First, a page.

Peter Osborne is a partner at Lenczner Slaght LLP and sits on the TAS Board of Directors. He is one of Canada’s leading trial and appellate counsel and a fellow of the American College of Trial Lawyers. His advocacy practice includes securities matters, commercial disputes, insolvency and restructuring cases, class actions, governance issues and advice. Peter is a regular instructor for CLE programs of The Advocates' Society.

    Land Acknowledgement
    The Advocates’ Society acknowledges that our offices, located in Toronto, are on the customary and traditional lands of the Mississaugas of the Credit, the Haudenosaunee, the Anishinabek, the Huron-Wendat and now home to many First Nations, Inuit, and Metis peoples.  We acknowledge current treaty holders, the Mississaugas of the Credit and honour their long history of welcoming many nations to this territory.
     
    While The Advocates’ Society is based in Toronto, we are a national organization with Directors and members located across Canada in the treaty and traditional territories of many Indigenous Peoples. We encourage our members to reflect upon their relationships with the Indigenous Peoples in these territories, and the history of the land on which they live and work.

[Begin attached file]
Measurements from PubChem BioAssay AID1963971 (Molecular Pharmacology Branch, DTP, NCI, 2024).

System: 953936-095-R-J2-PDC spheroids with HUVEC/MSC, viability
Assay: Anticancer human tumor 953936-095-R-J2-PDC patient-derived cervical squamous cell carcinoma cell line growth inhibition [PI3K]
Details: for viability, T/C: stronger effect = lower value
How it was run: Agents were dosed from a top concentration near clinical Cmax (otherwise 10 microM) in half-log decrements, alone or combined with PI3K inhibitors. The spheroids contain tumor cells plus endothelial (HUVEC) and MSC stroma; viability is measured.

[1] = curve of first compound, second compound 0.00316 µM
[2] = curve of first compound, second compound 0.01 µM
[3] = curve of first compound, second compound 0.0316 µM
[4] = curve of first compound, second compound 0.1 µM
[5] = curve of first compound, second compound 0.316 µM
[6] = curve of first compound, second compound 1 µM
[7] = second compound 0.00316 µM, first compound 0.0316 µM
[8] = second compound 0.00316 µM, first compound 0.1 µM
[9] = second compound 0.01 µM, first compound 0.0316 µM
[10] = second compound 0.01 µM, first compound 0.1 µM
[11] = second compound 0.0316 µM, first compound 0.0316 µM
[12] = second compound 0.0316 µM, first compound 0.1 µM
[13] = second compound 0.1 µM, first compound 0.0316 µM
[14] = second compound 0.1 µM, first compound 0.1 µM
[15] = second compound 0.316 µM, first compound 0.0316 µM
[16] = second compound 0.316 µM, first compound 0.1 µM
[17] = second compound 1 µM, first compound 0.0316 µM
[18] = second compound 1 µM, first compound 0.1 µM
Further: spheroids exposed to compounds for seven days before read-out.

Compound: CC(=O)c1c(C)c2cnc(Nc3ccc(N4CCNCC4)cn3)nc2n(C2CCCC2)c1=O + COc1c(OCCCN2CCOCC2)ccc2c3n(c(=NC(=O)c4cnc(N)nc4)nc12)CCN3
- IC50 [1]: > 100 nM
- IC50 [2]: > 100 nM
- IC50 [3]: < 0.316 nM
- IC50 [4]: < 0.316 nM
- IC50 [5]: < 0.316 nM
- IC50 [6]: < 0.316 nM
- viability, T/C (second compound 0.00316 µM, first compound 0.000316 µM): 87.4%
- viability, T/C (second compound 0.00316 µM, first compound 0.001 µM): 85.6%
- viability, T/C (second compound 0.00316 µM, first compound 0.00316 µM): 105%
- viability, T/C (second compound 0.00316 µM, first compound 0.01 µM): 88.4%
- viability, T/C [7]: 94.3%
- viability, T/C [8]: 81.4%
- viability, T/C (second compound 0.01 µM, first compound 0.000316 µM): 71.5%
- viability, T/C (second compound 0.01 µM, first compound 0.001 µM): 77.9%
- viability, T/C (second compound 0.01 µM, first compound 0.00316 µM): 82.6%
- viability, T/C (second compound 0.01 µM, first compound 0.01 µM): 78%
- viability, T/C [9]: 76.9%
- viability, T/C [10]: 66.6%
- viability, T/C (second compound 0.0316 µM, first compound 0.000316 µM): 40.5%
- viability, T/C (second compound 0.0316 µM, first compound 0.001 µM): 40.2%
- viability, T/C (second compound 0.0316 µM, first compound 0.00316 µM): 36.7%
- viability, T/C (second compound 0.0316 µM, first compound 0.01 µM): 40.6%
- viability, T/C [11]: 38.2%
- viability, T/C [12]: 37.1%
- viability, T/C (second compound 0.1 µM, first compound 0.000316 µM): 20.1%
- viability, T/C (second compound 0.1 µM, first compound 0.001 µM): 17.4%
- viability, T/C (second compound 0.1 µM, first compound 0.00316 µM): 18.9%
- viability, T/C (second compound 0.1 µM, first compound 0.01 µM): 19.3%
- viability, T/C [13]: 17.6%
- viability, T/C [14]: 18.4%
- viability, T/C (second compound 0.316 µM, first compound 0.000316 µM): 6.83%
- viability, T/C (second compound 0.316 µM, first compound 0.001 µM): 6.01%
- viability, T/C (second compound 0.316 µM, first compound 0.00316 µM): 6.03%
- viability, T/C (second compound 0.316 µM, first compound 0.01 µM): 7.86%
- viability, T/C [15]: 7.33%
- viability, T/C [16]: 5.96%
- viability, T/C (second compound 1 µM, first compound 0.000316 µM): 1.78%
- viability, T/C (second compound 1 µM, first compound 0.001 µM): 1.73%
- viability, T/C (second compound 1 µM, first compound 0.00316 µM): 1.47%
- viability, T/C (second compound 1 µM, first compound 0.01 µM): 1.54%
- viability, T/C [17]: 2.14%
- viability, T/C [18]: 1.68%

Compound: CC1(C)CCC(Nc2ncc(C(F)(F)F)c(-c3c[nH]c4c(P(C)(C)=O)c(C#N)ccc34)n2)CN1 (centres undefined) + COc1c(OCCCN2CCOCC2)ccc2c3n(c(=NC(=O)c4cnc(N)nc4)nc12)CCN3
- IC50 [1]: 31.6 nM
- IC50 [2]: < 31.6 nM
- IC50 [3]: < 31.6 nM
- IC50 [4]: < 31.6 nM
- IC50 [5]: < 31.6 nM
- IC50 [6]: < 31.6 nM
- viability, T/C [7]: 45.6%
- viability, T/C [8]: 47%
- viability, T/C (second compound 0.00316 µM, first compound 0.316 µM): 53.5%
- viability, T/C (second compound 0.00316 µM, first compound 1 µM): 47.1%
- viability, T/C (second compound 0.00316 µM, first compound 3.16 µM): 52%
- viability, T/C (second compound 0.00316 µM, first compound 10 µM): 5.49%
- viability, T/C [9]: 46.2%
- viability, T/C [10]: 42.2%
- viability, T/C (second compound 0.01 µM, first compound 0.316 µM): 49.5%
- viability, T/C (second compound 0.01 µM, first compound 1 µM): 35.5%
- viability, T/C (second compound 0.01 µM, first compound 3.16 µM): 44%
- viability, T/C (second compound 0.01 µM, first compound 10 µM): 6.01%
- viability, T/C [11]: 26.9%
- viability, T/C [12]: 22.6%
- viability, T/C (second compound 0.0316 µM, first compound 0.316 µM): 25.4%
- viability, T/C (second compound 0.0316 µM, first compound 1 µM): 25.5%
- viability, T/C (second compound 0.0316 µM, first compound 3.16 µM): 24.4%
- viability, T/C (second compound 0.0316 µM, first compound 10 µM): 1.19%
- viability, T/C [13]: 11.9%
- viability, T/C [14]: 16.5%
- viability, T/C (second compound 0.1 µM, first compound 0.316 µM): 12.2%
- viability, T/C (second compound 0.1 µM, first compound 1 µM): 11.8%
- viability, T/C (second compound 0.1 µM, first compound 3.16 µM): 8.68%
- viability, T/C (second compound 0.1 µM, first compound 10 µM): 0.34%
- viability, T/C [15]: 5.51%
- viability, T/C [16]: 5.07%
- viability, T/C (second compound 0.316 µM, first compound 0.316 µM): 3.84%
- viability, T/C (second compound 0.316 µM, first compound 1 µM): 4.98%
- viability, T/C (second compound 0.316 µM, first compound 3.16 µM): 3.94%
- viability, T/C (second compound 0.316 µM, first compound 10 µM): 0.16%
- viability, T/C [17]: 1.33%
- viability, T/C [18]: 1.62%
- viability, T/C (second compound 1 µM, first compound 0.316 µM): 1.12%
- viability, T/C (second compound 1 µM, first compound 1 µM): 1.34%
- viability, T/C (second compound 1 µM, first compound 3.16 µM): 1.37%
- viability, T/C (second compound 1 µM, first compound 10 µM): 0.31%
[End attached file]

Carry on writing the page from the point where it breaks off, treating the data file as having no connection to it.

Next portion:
We acknowledge the devastating impacts of colonization, including the history of residential schools, for many Indigenous peoples, families, and communities and commit to fostering diversity, equity, and inclusiveness in an informed legal profession in Canada and within The Advocates’ Society.

    • 50 min
    Behind the Scenes Look at TAS’s Modern Advocacy Task Force - Part 1

    Behind the Scenes Look at TAS’s Modern Advocacy Task Force - Part 1

    On this episode of Friend Who Argue, we’re sharing Part 1 of our behind-the-scenes look at the work of The Advocates’ Society’s (TAS) Modern Advocacy Task Force (MATF) and its final report, the Right to be Heard: The Future of Advocacy in Canada. Task Force member Alex Shelley interviews TAS president Deborah E. Palter and TAS Director and MATF Chair Peter Osborne about how the report was conceived, researched and drafted. Listen to Part 2 for a discussion about the findings of the report.